Students then settle into boarding houses with peers from across the world in rooms of four which deliberately mix language, cultural and religious groups. Even at this early stage, they begin to establish the mind-set that challenges are opportunities, for example where different native tongues are not barriers but opportunities to learn new languages. Moving to a new country and calling a residential school home brings challenges, yes, but also the opportunity to acquire knowledge, deepen cultural understanding and develop a resilience that will help prepare them for challenges to come in later life.
Fundamentally, one of the best steps residential schools can take is at the earliest stage, before boarders pack their bags.
It’s not a simple question of whether a student will adapt to boarding, but a question of how the experience will aid their personal growth. For those students, boarding in the 21st century should not be viewed as a means to an end. Rather, it is an opportunity like no other – it can be a central pillar in building a rich and diverse educational experience that continues after the school bell sounds – and one that could help education become a force for cultural understanding, acceptance and gaining the skills to affect positive change in the world they will go on to shape.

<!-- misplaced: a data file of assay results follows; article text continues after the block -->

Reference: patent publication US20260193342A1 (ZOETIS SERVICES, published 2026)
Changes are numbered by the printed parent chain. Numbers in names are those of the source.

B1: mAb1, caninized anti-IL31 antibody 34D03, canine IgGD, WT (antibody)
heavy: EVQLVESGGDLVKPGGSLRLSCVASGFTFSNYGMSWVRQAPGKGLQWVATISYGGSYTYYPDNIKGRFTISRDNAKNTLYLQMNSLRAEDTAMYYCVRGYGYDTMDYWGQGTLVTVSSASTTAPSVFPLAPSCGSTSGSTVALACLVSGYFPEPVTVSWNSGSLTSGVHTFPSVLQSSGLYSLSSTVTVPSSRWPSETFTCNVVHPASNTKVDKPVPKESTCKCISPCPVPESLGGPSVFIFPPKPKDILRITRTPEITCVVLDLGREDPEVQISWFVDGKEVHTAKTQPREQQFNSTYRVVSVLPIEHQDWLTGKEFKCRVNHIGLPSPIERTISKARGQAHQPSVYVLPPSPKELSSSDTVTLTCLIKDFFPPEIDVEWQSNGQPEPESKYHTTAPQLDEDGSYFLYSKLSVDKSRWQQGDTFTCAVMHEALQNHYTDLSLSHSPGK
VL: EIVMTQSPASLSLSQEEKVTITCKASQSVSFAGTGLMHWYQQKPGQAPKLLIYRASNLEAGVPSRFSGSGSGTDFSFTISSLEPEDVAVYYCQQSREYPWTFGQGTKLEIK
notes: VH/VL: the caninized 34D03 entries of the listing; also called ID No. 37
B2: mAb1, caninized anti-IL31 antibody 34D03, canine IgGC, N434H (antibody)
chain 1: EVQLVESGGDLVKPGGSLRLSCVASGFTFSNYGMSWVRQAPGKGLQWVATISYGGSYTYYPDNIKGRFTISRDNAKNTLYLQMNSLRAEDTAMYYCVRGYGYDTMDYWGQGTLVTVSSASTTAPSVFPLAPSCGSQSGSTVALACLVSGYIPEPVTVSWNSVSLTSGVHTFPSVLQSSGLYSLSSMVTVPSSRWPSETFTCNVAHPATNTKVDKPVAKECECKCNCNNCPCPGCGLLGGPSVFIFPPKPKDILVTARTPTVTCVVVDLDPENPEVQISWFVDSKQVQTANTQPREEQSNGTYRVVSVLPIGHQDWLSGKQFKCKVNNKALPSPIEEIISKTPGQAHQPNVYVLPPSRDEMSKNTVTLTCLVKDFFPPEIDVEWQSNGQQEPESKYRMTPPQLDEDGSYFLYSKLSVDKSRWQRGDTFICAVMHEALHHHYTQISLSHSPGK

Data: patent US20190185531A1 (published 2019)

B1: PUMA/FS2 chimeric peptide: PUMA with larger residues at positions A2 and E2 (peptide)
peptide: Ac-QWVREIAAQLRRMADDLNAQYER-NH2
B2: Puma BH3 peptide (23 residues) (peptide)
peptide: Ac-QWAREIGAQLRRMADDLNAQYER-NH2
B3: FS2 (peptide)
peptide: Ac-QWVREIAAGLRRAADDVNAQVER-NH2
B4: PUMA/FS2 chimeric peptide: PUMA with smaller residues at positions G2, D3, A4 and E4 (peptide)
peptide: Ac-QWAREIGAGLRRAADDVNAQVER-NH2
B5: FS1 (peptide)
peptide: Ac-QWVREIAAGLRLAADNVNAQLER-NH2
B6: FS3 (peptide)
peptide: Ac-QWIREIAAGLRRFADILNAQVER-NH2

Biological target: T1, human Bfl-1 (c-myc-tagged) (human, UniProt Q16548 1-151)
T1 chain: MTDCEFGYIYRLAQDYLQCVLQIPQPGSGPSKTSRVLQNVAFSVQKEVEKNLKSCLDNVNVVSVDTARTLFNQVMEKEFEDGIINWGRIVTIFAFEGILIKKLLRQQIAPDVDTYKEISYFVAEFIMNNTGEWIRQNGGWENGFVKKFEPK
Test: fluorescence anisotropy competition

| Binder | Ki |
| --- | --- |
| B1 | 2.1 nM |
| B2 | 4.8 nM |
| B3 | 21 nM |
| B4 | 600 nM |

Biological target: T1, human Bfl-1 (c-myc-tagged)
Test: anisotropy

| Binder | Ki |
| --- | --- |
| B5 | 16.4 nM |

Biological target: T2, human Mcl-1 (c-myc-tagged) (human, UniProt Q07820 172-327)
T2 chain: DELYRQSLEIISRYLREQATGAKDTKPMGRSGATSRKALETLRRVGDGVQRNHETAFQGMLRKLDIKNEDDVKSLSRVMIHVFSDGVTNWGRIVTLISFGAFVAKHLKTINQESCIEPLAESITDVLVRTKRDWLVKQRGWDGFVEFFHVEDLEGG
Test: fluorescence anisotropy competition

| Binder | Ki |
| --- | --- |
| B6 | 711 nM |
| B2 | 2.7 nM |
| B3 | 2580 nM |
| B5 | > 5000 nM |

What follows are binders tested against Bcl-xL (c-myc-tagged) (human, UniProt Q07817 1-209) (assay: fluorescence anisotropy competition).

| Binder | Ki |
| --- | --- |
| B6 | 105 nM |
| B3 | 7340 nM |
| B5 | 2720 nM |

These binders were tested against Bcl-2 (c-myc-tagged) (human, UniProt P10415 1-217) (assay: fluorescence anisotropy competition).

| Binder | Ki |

For more information on the United World College movement, including UWC Atlantic College visit: www.uwc.org